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Argentines are a creative bunch, and in a country where the economy is as volatile as it is, creativity can go a long way to defying the fiscal odds. A group of artists have been doing just that, and a new movement known as Pimp My Factura (or Pimp My Bill) has arisen to combat rising living costs. We find out more.
A group of over 40 Latin American graffiti artists, urban artists, graphic designers and visual artists are repurposing unpaid gas and electricity bills by painting and collaging them to turn them into works of art. The resultant artworks are then sold to fans and collectors, or simply people wanting to support the project, which has altruistic motives at its core: the unpaid bills and quotes for proposed building works all come from three community centres in low income areas which are suffering from debts and face potential closure.
The idea is that the artworks made from the bills and estimates will be sold for the outstanding amount listed, with all of the proceeds going towards the maintenance of the community day care centres to avoid their closures. The centres, located in Buenos Aires, will benefit directly from 100% of the profits of these artworks, which are currently being sold and exhibited at the Centro Cultural Rojas in Balvanera, Buenos Aires.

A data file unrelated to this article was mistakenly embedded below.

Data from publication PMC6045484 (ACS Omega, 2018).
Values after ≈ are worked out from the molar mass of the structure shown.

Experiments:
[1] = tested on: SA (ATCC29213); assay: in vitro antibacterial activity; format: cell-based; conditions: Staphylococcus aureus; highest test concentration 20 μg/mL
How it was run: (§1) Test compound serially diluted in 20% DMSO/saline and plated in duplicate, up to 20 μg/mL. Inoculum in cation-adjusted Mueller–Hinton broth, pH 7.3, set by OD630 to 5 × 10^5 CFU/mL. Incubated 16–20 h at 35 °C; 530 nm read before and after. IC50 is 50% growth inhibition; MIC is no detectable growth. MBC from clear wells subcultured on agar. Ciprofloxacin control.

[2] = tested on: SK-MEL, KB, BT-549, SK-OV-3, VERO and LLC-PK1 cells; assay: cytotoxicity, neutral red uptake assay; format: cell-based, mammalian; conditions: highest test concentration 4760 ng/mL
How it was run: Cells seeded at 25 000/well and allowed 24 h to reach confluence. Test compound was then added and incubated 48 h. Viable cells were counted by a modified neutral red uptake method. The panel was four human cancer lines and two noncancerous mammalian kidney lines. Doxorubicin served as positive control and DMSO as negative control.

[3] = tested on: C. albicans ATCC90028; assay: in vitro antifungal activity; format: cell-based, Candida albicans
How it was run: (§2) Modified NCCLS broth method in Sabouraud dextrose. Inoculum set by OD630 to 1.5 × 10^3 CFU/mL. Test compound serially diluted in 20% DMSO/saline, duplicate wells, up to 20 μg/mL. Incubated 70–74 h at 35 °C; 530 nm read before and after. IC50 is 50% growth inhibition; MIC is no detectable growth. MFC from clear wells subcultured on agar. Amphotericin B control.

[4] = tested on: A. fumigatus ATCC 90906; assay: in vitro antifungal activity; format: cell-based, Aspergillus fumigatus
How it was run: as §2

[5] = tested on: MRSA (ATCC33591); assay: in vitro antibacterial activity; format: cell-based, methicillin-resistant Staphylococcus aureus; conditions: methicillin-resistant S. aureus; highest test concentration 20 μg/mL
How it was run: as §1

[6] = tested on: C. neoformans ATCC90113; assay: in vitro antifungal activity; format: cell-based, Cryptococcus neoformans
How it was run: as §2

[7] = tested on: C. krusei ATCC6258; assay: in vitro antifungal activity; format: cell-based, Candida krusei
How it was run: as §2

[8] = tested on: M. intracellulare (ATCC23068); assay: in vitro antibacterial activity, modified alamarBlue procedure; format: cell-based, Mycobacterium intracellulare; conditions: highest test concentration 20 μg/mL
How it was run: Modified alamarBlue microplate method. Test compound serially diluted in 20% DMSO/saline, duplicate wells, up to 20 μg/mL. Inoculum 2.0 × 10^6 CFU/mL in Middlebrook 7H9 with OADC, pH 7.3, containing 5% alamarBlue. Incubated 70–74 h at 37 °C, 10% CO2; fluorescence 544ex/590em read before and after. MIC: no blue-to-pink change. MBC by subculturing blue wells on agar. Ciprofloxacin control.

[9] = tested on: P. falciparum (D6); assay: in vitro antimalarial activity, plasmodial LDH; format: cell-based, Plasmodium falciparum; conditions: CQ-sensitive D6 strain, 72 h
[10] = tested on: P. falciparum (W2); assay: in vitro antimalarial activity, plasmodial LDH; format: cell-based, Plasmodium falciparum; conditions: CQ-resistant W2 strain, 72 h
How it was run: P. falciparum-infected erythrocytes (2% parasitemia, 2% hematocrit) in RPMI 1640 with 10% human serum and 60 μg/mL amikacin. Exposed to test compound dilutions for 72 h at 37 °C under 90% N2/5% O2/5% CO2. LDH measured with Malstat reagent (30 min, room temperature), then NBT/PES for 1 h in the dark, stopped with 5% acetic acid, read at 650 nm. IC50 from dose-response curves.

Artists from Argentina, Brazil, Uruguay, Colombia and even as far afield as the Philippines, have participated in the project, inspired by both the charitable cause and also the anarchy of selling unpaid bills, which could be seen as very much a middle finger up to corporations and the man.
Enzo Ciucci is one of the founders of the movement, which was started by an ad agency that looks for innovative and creative ways to support underfunded organisations. Fundacion Publicidar brings people together to help gather funds for the day care centres, and pimpmyfactura was one of the ideas that took off.
Many of Argentina’s most well known street artists, including Gordopelota, Diego Roa, El Marian and Pedro Perelman have turned the bills into works of art, as well as visual artist George Manta, who has created posters for bands such as Tame Impala and Devendra Banhart. The type of work on the bills includes pencil drawings, stencils, markers and crayons, mixed media and collage, typography and acrylic paintings, and the campaign has gone international, making it onto the virtual pages of Vice.
The bills are available for purchase from pimpmyfactura.com, although many have already been bought or reserved, so get your slice of the pie and help the much needed community centres by getting yours before they’re all gone.